"You have blood on your T-shirt."

Translation:Tu as du sang sur ton T-shirt.

July 4, 2020

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Vous avez du sang sur votre T-shirt.


Could someone please explain why "du" is in this equation? You have blood on your T-shirt seems to me to be about "avoir" only.


French often requires an article when English doesn't. In most cases you are going to have to use an article (or some other determiner) for a noun coming after avoir. The main exceptions are specific expressions, like avoir faim, avoir mal à, etc.

In this sentence we do need an article in French. It can't be the definite article, because the English sentence doesn't mention some specific blood. The English sentence means the same thing as if it said "you have some blood on your shirt". We need to say that there is some blood--there's blood but we're not talking about which blood or how much. So we need to use the partitive article, which for sang is du.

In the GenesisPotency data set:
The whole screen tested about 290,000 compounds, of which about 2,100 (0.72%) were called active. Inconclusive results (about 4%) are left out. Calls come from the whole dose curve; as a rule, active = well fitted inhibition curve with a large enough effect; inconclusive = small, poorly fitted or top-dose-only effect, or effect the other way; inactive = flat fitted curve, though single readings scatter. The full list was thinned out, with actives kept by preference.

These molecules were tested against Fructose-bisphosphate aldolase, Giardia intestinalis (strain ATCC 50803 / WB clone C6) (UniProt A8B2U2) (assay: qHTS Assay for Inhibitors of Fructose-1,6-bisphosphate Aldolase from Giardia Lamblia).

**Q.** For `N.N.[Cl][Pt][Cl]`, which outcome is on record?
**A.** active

you have some blood seems more likely than you have the blood.


Would a French person be more likely to say Tu as du sang or Il y a du sang to convey this meaning? I used il y a because it sounded better to me. Tu as du sang is for me one of those sentences that apparently is correct but really sounds like it shouldn't be because it's such a literal translation of the English. Like the first time I heard "laissez les bons temps rouler," I thought that could not possibly be correct. (Turns out it's a Cajun calque of the English, so it makes sense that it sounds too literal.)

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